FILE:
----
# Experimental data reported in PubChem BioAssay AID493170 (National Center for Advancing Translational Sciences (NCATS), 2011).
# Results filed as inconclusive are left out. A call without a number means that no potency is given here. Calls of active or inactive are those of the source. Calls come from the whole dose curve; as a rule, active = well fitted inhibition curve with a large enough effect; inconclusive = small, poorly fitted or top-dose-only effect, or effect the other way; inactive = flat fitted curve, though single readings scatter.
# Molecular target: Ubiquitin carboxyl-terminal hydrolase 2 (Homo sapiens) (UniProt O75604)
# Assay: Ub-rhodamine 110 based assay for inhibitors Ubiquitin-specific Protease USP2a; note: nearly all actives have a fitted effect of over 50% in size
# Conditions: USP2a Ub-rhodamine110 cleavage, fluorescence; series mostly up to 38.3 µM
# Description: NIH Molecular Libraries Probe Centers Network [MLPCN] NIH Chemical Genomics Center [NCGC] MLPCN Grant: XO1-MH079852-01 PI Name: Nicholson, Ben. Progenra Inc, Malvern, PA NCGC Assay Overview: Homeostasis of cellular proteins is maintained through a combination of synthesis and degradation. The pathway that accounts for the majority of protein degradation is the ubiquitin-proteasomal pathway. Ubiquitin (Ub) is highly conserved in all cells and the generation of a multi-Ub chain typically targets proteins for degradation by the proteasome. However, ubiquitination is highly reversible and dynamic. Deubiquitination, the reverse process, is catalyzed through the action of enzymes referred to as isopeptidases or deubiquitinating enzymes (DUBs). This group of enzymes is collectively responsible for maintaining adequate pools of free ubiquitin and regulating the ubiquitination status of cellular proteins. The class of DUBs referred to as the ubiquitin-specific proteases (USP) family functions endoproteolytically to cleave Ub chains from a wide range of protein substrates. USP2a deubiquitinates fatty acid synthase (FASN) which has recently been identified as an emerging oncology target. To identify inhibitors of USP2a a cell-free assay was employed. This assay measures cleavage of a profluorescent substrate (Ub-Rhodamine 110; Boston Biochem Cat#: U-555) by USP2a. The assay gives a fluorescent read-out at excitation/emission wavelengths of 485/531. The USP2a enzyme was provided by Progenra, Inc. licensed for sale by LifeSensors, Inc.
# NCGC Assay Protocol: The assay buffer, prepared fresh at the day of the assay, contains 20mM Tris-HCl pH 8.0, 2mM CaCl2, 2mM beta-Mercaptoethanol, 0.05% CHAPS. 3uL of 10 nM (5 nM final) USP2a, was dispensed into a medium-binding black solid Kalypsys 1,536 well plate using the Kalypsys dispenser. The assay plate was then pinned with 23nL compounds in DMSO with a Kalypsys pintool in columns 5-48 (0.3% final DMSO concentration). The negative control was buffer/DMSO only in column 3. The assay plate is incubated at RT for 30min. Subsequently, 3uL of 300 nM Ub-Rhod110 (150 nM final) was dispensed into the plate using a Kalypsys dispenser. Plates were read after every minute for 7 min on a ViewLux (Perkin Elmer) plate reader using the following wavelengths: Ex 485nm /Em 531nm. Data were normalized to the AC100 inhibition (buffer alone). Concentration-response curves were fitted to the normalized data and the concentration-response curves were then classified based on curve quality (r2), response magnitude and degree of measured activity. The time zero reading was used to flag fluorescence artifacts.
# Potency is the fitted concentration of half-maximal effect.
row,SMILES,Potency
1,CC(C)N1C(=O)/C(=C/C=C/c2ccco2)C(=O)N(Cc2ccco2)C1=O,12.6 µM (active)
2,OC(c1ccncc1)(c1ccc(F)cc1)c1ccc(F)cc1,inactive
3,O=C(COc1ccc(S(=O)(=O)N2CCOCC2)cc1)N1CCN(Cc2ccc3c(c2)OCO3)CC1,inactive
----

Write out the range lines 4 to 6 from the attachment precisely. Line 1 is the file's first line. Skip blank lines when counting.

# Assay: Ub-rhodamine 110 based assay for inhibitors Ubiquitin-specific Protease USP2a; note: nearly all actives have a fitted effect of over 50% in size
# Conditions: USP2a Ub-rhodamine110 cleavage, fluorescence; series mostly up to 38.3 µM
# Description: NIH Molecular Libraries Probe Centers Network [MLPCN] NIH Chemical Genomics Center [NCGC] MLPCN Grant: XO1-MH079852-01 PI Name: Nicholson, Ben. Progenra Inc, Malvern, PA NCGC Assay Overview: Homeostasis of cellular proteins is maintained through a combination of synthesis and degradation. The pathway that accounts for the majority of protein degradation is the ubiquitin-proteasomal pathway. Ubiquitin (Ub) is highly conserved in all cells and the generation of a multi-Ub chain typically targets proteins for degradation by the proteasome. However, ubiquitination is highly reversible and dynamic. Deubiquitination, the reverse process, is catalyzed through the action of enzymes referred to as isopeptidases or deubiquitinating enzymes (DUBs). This group of enzymes is collectively responsible for maintaining adequate pools of free ubiquitin and regulating the ubiquitination status of cellular proteins. The class of DUBs referred to as the ubiquitin-specific proteases (USP) family functions endoproteolytically to cleave Ub chains from a wide range of protein substrates. USP2a deubiquitinates fatty acid synthase (FASN) which has recently been identified as an emerging oncology target. To identify inhibitors of USP2a a cell-free assay was employed. This assay measures cleavage of a profluorescent substrate (Ub-Rhodamine 110; Boston Biochem Cat#: U-555) by USP2a. The assay gives a fluorescent read-out at excitation/emission wavelengths of 485/531. The USP2a enzyme was provided by Progenra, Inc. licensed for sale by LifeSensors, Inc.